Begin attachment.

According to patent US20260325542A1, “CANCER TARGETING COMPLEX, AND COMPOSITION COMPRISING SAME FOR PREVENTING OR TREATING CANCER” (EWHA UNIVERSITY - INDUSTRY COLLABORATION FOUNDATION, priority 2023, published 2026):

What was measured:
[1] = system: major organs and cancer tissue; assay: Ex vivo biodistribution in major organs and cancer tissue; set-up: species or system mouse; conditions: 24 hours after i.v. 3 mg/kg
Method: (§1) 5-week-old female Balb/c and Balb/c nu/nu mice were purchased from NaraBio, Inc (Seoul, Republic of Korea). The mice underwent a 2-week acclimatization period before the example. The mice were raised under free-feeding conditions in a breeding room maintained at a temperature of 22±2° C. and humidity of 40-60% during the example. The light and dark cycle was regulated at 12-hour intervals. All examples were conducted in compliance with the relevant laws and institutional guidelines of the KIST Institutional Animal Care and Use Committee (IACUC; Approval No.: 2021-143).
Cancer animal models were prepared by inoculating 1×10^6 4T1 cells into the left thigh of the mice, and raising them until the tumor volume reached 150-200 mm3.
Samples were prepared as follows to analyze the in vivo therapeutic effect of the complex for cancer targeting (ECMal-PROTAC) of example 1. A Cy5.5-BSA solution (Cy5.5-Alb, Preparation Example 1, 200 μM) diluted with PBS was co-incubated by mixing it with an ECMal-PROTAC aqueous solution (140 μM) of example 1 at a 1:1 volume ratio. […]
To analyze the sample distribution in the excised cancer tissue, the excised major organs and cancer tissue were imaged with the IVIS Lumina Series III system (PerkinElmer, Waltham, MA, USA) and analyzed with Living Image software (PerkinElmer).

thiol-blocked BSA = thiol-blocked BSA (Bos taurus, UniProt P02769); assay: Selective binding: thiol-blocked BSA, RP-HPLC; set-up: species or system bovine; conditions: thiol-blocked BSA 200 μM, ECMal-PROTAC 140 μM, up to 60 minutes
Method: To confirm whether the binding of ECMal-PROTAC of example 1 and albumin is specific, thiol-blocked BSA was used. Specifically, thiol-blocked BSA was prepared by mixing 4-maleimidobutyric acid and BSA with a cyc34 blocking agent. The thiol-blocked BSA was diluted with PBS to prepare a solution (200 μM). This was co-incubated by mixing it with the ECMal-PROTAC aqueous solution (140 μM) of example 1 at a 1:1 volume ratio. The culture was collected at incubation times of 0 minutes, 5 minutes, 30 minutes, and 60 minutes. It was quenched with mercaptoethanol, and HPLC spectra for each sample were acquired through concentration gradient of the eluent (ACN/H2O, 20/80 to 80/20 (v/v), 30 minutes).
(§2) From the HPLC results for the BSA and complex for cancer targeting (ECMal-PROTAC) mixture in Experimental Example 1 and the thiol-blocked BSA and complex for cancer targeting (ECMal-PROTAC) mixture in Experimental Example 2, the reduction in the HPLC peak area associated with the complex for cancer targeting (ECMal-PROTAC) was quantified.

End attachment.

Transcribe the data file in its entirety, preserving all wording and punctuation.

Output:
According to patent US20260325542A1, “CANCER TARGETING COMPLEX, AND COMPOSITION COMPRISING SAME FOR PREVENTING OR TREATING CANCER” (EWHA UNIVERSITY - INDUSTRY COLLABORATION FOUNDATION, priority 2023, published 2026):

What was measured:
[1] = system: major organs and cancer tissue; assay: Ex vivo biodistribution in major organs and cancer tissue; set-up: species or system mouse; conditions: 24 hours after i.v. 3 mg/kg
Method: (§1) 5-week-old female Balb/c and Balb/c nu/nu mice were purchased from NaraBio, Inc (Seoul, Republic of Korea). The mice underwent a 2-week acclimatization period before the example. The mice were raised under free-feeding conditions in a breeding room maintained at a temperature of 22±2° C. and humidity of 40-60% during the example. The light and dark cycle was regulated at 12-hour intervals. All examples were conducted in compliance with the relevant laws and institutional guidelines of the KIST Institutional Animal Care and Use Committee (IACUC; Approval No.: 2021-143).
Cancer animal models were prepared by inoculating 1×10^6 4T1 cells into the left thigh of the mice, and raising them until the tumor volume reached 150-200 mm3.
Samples were prepared as follows to analyze the in vivo therapeutic effect of the complex for cancer targeting (ECMal-PROTAC) of example 1. A Cy5.5-BSA solution (Cy5.5-Alb, Preparation Example 1, 200 μM) diluted with PBS was co-incubated by mixing it with an ECMal-PROTAC aqueous solution (140 μM) of example 1 at a 1:1 volume ratio. […]
To analyze the sample distribution in the excised cancer tissue, the excised major organs and cancer tissue were imaged with the IVIS Lumina Series III system (PerkinElmer, Waltham, MA, USA) and analyzed with Living Image software (PerkinElmer).

thiol-blocked BSA = thiol-blocked BSA (Bos taurus, UniProt P02769); assay: Selective binding: thiol-blocked BSA, RP-HPLC; set-up: species or system bovine; conditions: thiol-blocked BSA 200 μM, ECMal-PROTAC 140 μM, up to 60 minutes
Method: To confirm whether the binding of ECMal-PROTAC of example 1 and albumin is specific, thiol-blocked BSA was used. Specifically, thiol-blocked BSA was prepared by mixing 4-maleimidobutyric acid and BSA with a cyc34 blocking agent. The thiol-blocked BSA was diluted with PBS to prepare a solution (200 μM). This was co-incubated by mixing it with the ECMal-PROTAC aqueous solution (140 μM) of example 1 at a 1:1 volume ratio. The culture was collected at incubation times of 0 minutes, 5 minutes, 30 minutes, and 60 minutes. It was quenched with mercaptoethanol, and HPLC spectra for each sample were acquired through concentration gradient of the eluent (ACN/H2O, 20/80 to 80/20 (v/v), 30 minutes).
(§2) From the HPLC results for the BSA and complex for cancer targeting (ECMal-PROTAC) mixture in Experimental Example 1 and the thiol-blocked BSA and complex for cancer targeting (ECMal-PROTAC) mixture in Experimental Example 2, the reduction in the HPLC peak area associated with the complex for cancer targeting (ECMal-PROTAC) was quantified.